Patient are now increasing becoming aware that dentists does not only provide fillings, dentures, dental implants or gum treatments etc. but play a very important role in saving lives. These examinations and screenings are done at patient routine visits and form part of your regular check-up.
In the UK, more than 7,800 people were diagnosed with mouth cancer last year and globally there are in excess of 300,000 new cases every year.
The number of people being diagnosed with mouth cancer has grown by around a third in the last decade and remains one of very few cancers which are predicted to increase further in the coming years.
Although there are risk factors heavily linked to the disease, mouth cancer can affect anyone – that’s why it’s so important that we all know what to look out for. Important message
Don’t leave a mouth ulcer unattended for more than three weeks.
Don’t ignore any unusual lumps or swellings or red and white patches in your mouth.
Early detection could save your life. If you notice any changes in your mouth speak to a dentist or doctor immediately.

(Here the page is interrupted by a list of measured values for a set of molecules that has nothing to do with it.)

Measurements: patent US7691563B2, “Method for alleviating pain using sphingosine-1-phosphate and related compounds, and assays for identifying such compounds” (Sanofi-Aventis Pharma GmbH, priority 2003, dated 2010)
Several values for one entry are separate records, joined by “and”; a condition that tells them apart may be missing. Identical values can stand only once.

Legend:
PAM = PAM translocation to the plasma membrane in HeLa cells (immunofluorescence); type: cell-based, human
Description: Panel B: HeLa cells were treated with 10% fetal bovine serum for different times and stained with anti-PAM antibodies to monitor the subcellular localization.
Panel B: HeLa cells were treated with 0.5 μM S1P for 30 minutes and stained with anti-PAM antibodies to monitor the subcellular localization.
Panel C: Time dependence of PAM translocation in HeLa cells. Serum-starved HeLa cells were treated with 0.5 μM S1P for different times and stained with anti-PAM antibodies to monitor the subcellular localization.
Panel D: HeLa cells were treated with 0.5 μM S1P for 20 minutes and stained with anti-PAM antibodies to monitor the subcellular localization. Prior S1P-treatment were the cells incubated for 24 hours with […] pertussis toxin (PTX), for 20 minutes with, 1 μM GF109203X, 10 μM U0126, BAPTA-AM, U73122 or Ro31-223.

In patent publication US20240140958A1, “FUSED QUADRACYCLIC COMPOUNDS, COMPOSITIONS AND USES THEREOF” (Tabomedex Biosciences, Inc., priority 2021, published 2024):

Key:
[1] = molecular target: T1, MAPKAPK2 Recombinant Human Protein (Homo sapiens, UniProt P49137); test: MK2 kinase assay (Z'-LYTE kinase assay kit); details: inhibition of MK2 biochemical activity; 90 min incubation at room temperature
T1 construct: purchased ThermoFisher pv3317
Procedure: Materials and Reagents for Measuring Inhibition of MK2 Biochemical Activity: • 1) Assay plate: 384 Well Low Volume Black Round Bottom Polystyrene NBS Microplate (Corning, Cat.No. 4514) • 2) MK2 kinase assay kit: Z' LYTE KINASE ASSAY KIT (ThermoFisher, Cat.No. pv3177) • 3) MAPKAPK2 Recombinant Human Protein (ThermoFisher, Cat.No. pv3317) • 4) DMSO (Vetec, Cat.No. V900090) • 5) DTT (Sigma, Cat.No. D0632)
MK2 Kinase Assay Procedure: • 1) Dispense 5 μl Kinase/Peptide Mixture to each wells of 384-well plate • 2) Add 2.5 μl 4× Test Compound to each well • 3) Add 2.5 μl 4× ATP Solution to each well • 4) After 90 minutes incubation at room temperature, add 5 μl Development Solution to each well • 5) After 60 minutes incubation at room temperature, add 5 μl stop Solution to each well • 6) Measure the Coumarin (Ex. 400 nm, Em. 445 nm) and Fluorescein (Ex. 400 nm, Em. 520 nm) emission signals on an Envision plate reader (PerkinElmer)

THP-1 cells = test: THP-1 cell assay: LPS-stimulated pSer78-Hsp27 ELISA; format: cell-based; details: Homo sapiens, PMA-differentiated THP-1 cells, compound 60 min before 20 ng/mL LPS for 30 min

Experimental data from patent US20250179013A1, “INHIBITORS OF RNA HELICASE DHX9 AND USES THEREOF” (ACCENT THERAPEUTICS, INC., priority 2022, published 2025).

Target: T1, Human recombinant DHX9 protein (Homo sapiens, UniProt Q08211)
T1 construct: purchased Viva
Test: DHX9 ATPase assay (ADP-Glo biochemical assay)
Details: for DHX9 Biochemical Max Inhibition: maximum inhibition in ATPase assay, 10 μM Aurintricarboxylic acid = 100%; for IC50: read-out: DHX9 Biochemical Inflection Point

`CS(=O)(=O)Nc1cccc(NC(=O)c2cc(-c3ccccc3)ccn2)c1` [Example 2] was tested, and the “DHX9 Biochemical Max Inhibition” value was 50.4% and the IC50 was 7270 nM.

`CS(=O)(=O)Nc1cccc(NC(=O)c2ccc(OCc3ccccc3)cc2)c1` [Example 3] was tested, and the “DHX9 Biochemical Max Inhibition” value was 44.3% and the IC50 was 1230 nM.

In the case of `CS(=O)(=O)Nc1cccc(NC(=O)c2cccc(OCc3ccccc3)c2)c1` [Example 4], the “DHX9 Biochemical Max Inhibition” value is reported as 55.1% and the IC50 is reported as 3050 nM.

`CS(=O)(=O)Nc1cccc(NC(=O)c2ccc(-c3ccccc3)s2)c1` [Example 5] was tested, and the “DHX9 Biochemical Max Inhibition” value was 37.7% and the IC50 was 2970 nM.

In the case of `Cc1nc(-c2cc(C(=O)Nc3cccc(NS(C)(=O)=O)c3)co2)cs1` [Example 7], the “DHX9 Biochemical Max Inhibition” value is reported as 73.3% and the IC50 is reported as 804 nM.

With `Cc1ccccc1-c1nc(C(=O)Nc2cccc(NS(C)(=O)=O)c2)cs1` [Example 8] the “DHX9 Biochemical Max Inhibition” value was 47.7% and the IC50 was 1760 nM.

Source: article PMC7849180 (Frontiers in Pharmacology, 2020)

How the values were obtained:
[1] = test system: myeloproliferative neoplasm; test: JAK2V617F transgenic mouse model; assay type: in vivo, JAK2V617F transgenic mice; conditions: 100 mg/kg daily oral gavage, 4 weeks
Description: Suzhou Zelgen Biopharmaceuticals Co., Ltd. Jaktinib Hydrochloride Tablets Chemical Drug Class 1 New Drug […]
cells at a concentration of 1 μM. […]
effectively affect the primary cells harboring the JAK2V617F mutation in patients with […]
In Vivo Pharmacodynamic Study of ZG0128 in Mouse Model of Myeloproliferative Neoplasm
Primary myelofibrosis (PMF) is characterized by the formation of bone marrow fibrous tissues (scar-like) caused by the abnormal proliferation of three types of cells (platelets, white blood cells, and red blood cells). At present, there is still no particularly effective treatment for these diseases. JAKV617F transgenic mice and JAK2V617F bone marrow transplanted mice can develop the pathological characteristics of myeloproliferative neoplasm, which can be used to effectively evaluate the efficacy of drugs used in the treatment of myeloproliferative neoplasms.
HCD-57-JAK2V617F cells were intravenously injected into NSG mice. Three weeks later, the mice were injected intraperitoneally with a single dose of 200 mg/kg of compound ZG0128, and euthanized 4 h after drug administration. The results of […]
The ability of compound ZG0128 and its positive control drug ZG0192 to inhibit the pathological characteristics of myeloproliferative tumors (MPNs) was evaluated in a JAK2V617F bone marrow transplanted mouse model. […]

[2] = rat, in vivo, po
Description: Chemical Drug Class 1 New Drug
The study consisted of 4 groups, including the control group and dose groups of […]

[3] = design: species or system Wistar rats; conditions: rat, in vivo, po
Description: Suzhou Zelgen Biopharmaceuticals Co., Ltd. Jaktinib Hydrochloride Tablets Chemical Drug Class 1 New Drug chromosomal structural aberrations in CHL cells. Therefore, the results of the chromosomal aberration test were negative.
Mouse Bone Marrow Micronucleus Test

How can I make sure that my mouth stays healthy?
-Visit a dentist regularly even if you wear dentures. This is especially important if you smoke and drink alcohol. -When brushing your teeth, look out for any changes in your mouth or neck. Early warning signs include ulcers that do not heal within three weeks, red or white patches in the mouth, or other unusual changes in the mouth or neck. -When exposed to the sun, make sure to use the correct type of barrier cream on your lips. -Eat plenty of fresh fruit and vegetables. A good diet, rich in vitamins A, C and E, helps the body to protect itself from most cancers. -Avoid the risk factors for mouth cancer. These include:
Smoking tobacco – cigarettes, roll-ups, cigars, pipes or cannabis.
Excessive alcohol consumption.
Using tobacco and alcohol together - this greatly increases your risk.
Excessive exposure to sunlight or radiation (for lip cancer).
Chewing tobacco, betelguid, gutkha and paan.
A diet lacking in fruit and vegetables.
Viral infections, e.g., human papillomavirus (HPV). HPV can be spread through oral sex.